How China’s “Social Contract” Is Changing

 

By John Richardson

ChinapollutionON this particular day, it is worth thinking some more about how the social contract between China’s leaders and its people is evolving.

Much of the commentary focusing on 4 June 1989 has described how China’s leaders have maintained social stability ever since, partly through rapid economic growth.

But too many commentators haven’t made the next step, as they haven’t discussed how and why this contract is evolving.

Despite some opinions to the contrary, we think that the nature of that contract is undergoing radical and genuine change.

It has to change and here just a few of the reasons why:

  • People are  unhappy at the state of the environment.  Why live in a country where your children have reduced life expectancy and so why not get out if you have the money? These are the middle class people that have to be made to stay because they are the entrepreneurs needed if China is going to escape the middle-income trap. The debt explosion has made the environmental crisis much worse over the last few years because of all the factories that have been thrown up, too much additional coal-fired power generation and out-of-control growth in car ownership.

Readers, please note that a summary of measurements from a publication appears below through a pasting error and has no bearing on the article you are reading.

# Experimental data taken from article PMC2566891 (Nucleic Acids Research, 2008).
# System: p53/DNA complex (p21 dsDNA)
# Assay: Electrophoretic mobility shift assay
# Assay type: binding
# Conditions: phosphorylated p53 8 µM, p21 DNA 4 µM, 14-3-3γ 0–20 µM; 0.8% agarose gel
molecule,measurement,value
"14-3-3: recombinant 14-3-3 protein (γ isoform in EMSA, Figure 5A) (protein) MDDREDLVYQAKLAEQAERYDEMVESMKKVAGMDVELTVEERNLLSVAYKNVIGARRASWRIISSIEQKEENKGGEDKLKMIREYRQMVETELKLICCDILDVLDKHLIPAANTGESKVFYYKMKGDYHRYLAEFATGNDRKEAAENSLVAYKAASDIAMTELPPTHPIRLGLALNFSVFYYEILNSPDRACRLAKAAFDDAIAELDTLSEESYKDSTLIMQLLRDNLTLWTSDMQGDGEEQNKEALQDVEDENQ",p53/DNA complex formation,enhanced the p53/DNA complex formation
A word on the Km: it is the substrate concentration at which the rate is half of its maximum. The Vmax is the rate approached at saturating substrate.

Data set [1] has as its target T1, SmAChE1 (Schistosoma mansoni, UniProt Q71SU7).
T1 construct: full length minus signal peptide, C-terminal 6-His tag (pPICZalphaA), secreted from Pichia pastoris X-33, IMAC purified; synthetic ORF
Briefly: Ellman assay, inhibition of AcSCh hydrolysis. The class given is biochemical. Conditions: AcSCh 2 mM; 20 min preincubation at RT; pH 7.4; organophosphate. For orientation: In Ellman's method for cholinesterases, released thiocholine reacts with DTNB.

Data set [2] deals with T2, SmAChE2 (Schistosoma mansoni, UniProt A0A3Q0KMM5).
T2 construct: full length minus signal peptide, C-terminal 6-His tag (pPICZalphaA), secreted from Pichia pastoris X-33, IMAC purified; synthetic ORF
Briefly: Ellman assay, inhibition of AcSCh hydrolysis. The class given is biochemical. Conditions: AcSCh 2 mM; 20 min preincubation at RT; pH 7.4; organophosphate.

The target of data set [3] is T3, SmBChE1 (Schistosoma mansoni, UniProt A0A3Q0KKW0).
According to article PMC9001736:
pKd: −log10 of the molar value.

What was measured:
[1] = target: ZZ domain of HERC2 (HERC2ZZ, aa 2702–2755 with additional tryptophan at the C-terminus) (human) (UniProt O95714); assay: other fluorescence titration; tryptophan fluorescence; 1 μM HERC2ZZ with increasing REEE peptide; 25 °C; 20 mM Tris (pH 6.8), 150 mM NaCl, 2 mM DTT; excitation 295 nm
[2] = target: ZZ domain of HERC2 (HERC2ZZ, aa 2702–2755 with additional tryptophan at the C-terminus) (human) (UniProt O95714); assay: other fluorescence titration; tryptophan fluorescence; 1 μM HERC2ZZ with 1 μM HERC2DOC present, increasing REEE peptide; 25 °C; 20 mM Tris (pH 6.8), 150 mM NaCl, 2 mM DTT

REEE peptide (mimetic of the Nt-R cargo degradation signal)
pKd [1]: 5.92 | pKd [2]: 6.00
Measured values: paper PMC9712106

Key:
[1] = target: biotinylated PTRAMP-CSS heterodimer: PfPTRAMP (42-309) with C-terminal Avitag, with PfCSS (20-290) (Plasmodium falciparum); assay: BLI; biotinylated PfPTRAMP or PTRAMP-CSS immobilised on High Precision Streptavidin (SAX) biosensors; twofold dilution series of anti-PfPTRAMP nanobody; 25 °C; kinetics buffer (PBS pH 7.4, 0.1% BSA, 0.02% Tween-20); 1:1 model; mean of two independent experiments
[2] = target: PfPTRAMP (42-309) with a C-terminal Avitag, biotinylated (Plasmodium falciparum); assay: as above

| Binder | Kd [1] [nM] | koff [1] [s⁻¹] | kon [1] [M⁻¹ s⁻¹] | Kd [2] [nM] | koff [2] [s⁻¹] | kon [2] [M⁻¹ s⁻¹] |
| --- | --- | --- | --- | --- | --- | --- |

• The rise in debt has also made inequality worse. Some 30% of property purchases have been by government officials and their contacts –  in other words, a small percentage of people have benefited from the “wealth effect”. Meanwhile, the middle classes, and the poor, have been squeezed by real  living costs that have risen much-faster than headline inflation rates indicate.

This explains why China’s leaders are firmly committed to adapting the social contract.

There will be policy mistakes and occasional minor backtracking on the way, but the direction is clear.

It isn’t going to be an easy process and lower growth is guaranteed, but China, really, has no other choice.

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